One kick to the groin, two faces smacked by serving trays, four jabs to the jaw, four beer bottles smashed over heads, an elbow to the chest and, for good measure, a punch to the gut; that's how singer Sallie Ford handles a group of rowdy bullies in the video for "Party Kids" off her band's new album, Untamed Beast.
Ford says the video for "Party Kids"—a quaking, rebellious rock track—was nothing more than an idea conjured up by its director, Matthew Thomas Ross. Even so, it certainly embodies the frustrations people can feel when others treat them poorly.
"All people can be more humble," said Ford when asked about the video by the Source. "For me, [the video] represents girl power, which is a big theme on the album."
She's right. Much of Untamed Beast's vintage rock and roll is aimed at deconstructing stereotypes. Especially ones typically associated with women. That notion is summed up on "Party Kids," when Ford's bluesy Ella Fitzgerald-like voice reminds listeners that women can do more than they sometimes get credit for by repeatedly singing "Baby, I can handle this."
Ford pounds that drum even harder on the rambunctious "Bad Boys" when the singer declares—"I can fuck. I can drink. And I don't care what you think."
"I suppose there is still some sexism in the US," explains Ford. "My song is sort of a role reversal, saying that I can be tough, drink beer, be open about sex and be powerful as a woman."
The North Carolina transplant broke onto the Portland music scene in 2010 with her ultra-catchy 1950's-style rock and roll song "Danger," eventually signing a record deal with Partisan Records and releasing the band's debut album, Dirty Radio, in 2011.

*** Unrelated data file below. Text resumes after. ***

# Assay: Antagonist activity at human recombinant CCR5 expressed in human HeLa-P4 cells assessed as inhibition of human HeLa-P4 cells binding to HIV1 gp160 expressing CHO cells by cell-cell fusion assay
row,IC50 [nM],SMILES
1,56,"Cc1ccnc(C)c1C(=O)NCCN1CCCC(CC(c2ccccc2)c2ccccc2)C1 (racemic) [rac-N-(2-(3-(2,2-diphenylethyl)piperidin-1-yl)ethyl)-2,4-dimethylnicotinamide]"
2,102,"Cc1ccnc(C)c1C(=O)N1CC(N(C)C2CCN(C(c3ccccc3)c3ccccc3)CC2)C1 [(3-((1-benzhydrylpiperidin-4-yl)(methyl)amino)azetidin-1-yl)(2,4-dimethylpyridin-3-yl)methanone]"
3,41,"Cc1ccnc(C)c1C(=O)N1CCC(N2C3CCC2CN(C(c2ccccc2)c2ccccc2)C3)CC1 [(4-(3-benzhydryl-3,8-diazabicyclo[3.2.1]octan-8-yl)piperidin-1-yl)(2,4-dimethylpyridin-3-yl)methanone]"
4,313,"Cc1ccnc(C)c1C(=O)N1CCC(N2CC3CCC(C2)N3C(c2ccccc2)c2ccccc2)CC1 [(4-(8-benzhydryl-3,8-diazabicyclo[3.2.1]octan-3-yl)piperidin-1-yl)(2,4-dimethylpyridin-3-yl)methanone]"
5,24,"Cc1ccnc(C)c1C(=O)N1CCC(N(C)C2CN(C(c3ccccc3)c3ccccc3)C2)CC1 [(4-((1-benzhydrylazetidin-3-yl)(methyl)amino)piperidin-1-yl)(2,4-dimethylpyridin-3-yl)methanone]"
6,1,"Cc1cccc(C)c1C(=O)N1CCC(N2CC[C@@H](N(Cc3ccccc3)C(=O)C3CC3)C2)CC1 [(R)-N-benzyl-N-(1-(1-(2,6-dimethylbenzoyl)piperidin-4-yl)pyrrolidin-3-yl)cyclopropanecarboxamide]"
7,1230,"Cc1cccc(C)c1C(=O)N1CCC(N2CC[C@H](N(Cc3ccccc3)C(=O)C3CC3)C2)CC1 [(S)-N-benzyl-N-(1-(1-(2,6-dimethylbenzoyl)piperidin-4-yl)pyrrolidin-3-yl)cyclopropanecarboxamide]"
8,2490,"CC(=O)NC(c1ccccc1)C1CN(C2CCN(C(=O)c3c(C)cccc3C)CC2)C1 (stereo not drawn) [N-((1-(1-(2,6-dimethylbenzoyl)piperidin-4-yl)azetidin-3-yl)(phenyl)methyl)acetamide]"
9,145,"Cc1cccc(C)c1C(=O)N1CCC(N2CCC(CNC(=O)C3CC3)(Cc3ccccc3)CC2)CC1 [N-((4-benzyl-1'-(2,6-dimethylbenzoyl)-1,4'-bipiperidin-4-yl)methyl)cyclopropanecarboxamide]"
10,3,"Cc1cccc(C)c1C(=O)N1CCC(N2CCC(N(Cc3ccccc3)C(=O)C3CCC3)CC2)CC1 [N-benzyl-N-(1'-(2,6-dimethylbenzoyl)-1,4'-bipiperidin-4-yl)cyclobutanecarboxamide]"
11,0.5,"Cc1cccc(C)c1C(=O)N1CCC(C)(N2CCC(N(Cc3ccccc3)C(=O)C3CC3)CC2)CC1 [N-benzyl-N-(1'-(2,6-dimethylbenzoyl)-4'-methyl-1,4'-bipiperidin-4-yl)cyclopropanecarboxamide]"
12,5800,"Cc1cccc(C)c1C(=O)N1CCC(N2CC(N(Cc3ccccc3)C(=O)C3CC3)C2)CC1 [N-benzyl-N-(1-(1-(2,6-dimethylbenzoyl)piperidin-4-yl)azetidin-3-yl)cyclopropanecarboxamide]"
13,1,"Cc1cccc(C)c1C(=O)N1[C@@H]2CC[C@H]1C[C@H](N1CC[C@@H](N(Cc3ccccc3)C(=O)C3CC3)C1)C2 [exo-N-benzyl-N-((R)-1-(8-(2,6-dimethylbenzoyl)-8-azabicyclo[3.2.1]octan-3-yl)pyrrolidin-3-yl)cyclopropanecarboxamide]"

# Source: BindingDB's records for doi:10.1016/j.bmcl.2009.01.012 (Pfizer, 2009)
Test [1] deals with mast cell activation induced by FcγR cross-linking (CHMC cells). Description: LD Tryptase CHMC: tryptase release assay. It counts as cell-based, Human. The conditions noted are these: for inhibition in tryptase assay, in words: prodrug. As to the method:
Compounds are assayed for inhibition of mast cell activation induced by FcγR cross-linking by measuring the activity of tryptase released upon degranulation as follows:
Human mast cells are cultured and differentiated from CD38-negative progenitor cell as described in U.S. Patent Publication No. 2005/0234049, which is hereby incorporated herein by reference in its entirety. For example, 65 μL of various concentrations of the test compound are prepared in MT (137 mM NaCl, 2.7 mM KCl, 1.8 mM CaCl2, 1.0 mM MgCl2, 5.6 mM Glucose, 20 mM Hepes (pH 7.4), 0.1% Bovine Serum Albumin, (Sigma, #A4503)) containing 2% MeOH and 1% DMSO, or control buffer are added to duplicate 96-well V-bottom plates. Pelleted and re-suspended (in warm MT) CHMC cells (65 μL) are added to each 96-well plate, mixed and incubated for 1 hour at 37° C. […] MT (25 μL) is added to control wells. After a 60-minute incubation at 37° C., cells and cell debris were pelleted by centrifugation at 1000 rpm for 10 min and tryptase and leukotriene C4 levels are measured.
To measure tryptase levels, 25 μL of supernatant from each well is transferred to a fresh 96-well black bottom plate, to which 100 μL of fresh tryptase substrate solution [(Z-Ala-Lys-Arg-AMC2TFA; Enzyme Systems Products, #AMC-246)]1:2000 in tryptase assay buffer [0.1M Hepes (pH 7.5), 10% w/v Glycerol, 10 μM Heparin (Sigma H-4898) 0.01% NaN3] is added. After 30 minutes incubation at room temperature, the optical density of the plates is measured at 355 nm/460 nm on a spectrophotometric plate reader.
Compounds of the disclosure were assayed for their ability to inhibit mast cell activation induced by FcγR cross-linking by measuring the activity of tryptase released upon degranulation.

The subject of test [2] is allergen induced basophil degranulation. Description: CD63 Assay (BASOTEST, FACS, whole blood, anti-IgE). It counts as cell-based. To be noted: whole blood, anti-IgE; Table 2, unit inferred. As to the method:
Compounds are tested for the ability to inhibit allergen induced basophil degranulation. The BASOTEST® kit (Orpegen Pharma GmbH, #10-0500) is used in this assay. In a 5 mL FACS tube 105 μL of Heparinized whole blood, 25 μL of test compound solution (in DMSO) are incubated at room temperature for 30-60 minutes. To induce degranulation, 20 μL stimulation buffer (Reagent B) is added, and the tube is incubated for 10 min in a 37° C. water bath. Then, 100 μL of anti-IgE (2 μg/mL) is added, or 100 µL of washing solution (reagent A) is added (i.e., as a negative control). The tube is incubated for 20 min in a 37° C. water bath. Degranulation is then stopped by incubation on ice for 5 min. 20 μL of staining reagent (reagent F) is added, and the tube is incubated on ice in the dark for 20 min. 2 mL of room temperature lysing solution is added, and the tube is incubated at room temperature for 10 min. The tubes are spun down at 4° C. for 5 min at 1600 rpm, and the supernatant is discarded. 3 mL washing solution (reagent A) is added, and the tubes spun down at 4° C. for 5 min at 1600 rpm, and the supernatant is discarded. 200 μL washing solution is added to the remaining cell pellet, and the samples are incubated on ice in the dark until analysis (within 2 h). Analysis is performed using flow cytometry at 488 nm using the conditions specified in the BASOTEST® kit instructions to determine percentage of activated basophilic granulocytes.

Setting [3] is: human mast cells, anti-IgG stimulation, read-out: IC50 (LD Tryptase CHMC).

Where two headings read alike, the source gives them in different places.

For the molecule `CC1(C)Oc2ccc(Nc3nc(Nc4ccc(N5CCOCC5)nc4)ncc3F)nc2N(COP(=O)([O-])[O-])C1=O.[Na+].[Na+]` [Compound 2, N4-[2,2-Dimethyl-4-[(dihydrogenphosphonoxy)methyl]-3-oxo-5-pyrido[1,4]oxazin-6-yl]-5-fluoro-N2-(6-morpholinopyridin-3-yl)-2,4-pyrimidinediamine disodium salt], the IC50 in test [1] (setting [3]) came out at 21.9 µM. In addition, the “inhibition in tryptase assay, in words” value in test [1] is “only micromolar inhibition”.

Since then, Ford and her band, The Sound Outside, have appeared at the Sasquatch! Music Festival, performed on David Letterman and even opened for Jack White—major milestones that have Ford and company comfortable making bolder statements on their sophomore album. Almost every track on Untamed Beast resonates with unbridled bravery. Ford even devotes the song "Shivers" to her desire for sex.
Ford is a statuesque woman; strong and ladylike. She wears mid-thigh dresses almost all of the time and in person sports a fun-loving, almost dorky and affectionate demeanor. But when she's on stage holding a guitar, it's all business. She exemplifies the lyrics of her songs and showcases the diversity of her personality by performing driving rock and roll while flashing sweet smiles at the audience.
The last thing she wants is for people to peg her as a typical female musician. She'd much rather be known as a rock and roll performer.
"It's frustrating that women are sometimes separated in music, especially rock music," explained Ford. "In general, being more open-minded and realizing that every person has a masculine and feminine side could help men and women relate better and realize they're equals. A lot of woman I know embrace being sassy and wild. It's the way of the modern woman!"
Sallie Ford and The Sound Outside
2:30 p.m. Sunday, June 23
Les Schwab Amphitheater
344 S.W. Shevlin Hixon Dr.